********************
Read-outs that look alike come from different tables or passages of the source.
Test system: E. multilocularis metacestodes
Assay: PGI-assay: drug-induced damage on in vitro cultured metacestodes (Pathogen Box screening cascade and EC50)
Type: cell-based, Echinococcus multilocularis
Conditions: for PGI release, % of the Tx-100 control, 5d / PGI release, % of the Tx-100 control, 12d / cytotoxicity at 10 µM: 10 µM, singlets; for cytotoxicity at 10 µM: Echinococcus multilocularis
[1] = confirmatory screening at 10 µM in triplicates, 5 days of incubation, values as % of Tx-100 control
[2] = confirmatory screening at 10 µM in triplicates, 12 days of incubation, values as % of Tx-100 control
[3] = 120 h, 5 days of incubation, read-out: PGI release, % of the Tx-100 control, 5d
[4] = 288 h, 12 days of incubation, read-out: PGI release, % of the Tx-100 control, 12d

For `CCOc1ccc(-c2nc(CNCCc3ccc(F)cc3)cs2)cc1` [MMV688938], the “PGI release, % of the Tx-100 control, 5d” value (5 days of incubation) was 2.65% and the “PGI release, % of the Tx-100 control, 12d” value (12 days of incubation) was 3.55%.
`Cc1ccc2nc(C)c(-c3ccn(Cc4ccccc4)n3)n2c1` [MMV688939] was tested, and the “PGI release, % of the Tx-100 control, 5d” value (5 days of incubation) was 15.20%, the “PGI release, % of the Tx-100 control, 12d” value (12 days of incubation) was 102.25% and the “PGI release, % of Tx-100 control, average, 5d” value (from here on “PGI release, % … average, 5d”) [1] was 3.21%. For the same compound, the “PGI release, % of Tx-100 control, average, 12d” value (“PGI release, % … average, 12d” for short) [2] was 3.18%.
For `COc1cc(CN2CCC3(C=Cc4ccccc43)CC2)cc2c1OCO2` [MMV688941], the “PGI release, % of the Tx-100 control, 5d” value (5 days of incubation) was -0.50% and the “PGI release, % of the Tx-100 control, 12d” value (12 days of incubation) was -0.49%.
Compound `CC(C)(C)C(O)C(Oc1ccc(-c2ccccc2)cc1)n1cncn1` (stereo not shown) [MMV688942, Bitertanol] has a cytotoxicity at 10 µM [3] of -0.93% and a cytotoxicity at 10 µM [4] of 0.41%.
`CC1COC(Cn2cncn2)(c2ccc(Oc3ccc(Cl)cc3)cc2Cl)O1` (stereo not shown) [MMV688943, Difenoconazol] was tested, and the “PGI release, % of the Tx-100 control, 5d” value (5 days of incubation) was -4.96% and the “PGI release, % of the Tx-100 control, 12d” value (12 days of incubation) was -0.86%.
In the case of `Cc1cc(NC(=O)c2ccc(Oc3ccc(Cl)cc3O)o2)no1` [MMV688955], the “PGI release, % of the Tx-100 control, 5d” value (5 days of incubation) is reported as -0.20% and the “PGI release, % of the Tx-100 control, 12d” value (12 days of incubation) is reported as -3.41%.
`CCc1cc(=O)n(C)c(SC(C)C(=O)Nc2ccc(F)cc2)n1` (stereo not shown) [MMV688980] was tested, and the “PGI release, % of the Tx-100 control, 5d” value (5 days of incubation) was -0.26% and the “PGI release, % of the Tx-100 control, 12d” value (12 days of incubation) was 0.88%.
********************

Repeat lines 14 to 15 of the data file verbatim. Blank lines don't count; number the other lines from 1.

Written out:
`CC1COC(Cn2cncn2)(c2ccc(Oc3ccc(Cl)cc3)cc2Cl)O1` (stereo not shown) [MMV688943, Difenoconazol] was tested, and the “PGI release, % of the Tx-100 control, 5d” value (5 days of incubation) was -4.96% and the “PGI release, % of the Tx-100 control, 12d” value (12 days of incubation) was -0.86%.
In the case of `Cc1cc(NC(=O)c2ccc(Oc3ccc(Cl)cc3O)o2)no1` [MMV688955], the “PGI release, % of the Tx-100 control, 5d” value (5 days of incubation) is reported as -0.20% and the “PGI release, % of the Tx-100 control, 12d” value (12 days of incubation) is reported as -3.41%.